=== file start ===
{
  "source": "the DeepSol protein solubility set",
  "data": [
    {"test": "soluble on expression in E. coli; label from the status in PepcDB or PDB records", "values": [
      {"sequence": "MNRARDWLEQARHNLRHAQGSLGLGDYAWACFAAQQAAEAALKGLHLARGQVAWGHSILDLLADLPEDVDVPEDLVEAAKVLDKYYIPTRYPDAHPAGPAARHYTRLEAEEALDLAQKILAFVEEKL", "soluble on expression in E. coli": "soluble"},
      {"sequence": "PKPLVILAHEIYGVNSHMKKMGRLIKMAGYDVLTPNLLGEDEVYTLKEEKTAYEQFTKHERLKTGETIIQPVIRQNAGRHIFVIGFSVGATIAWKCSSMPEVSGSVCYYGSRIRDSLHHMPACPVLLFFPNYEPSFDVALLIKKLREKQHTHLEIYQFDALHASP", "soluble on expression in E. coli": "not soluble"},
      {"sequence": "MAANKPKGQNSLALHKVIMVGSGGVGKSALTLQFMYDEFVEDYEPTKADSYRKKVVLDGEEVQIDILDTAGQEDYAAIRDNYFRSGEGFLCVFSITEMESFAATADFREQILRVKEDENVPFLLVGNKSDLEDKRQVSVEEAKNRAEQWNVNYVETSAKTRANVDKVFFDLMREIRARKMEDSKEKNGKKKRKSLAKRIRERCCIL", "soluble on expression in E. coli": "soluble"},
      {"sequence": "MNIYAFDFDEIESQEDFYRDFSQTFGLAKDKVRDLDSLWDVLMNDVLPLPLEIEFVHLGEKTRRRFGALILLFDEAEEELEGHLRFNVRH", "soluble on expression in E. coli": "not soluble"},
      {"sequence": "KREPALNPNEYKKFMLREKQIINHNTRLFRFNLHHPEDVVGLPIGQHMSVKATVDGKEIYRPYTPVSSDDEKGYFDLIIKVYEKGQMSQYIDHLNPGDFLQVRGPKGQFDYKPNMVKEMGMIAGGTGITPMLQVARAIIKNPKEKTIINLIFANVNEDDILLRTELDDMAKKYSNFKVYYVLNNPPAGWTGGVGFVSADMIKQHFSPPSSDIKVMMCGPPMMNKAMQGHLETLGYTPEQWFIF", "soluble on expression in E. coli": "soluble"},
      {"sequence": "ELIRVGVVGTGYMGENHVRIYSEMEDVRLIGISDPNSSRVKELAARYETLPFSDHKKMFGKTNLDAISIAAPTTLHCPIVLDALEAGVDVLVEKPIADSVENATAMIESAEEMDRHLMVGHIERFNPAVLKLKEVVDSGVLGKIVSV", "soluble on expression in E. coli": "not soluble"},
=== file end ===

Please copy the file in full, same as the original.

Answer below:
{
  "source": "the DeepSol protein solubility set",
  "data": [
    {"test": "soluble on expression in E. coli; label from the status in PepcDB or PDB records", "values": [
      {"sequence": "MNRARDWLEQARHNLRHAQGSLGLGDYAWACFAAQQAAEAALKGLHLARGQVAWGHSILDLLADLPEDVDVPEDLVEAAKVLDKYYIPTRYPDAHPAGPAARHYTRLEAEEALDLAQKILAFVEEKL", "soluble on expression in E. coli": "soluble"},
      {"sequence": "PKPLVILAHEIYGVNSHMKKMGRLIKMAGYDVLTPNLLGEDEVYTLKEEKTAYEQFTKHERLKTGETIIQPVIRQNAGRHIFVIGFSVGATIAWKCSSMPEVSGSVCYYGSRIRDSLHHMPACPVLLFFPNYEPSFDVALLIKKLREKQHTHLEIYQFDALHASP", "soluble on expression in E. coli": "not soluble"},
      {"sequence": "MAANKPKGQNSLALHKVIMVGSGGVGKSALTLQFMYDEFVEDYEPTKADSYRKKVVLDGEEVQIDILDTAGQEDYAAIRDNYFRSGEGFLCVFSITEMESFAATADFREQILRVKEDENVPFLLVGNKSDLEDKRQVSVEEAKNRAEQWNVNYVETSAKTRANVDKVFFDLMREIRARKMEDSKEKNGKKKRKSLAKRIRERCCIL", "soluble on expression in E. coli": "soluble"},
      {"sequence": "MNIYAFDFDEIESQEDFYRDFSQTFGLAKDKVRDLDSLWDVLMNDVLPLPLEIEFVHLGEKTRRRFGALILLFDEAEEELEGHLRFNVRH", "soluble on expression in E. coli": "not soluble"},
      {"sequence": "KREPALNPNEYKKFMLREKQIINHNTRLFRFNLHHPEDVVGLPIGQHMSVKATVDGKEIYRPYTPVSSDDEKGYFDLIIKVYEKGQMSQYIDHLNPGDFLQVRGPKGQFDYKPNMVKEMGMIAGGTGITPMLQVARAIIKNPKEKTIINLIFANVNEDDILLRTELDDMAKKYSNFKVYYVLNNPPAGWTGGVGFVSADMIKQHFSPPSSDIKVMMCGPPMMNKAMQGHLETLGYTPEQWFIF", "soluble on expression in E. coli": "soluble"},
      {"sequence": "ELIRVGVVGTGYMGENHVRIYSEMEDVRLIGISDPNSSRVKELAARYETLPFSDHKKMFGKTNLDAISIAAPTTLHCPIVLDALEAGVDVLVEKPIADSVENATAMIESAEEMDRHLMVGHIERFNPAVLKLKEVVDSGVLGKIVSV", "soluble on expression in E. coli": "not soluble"},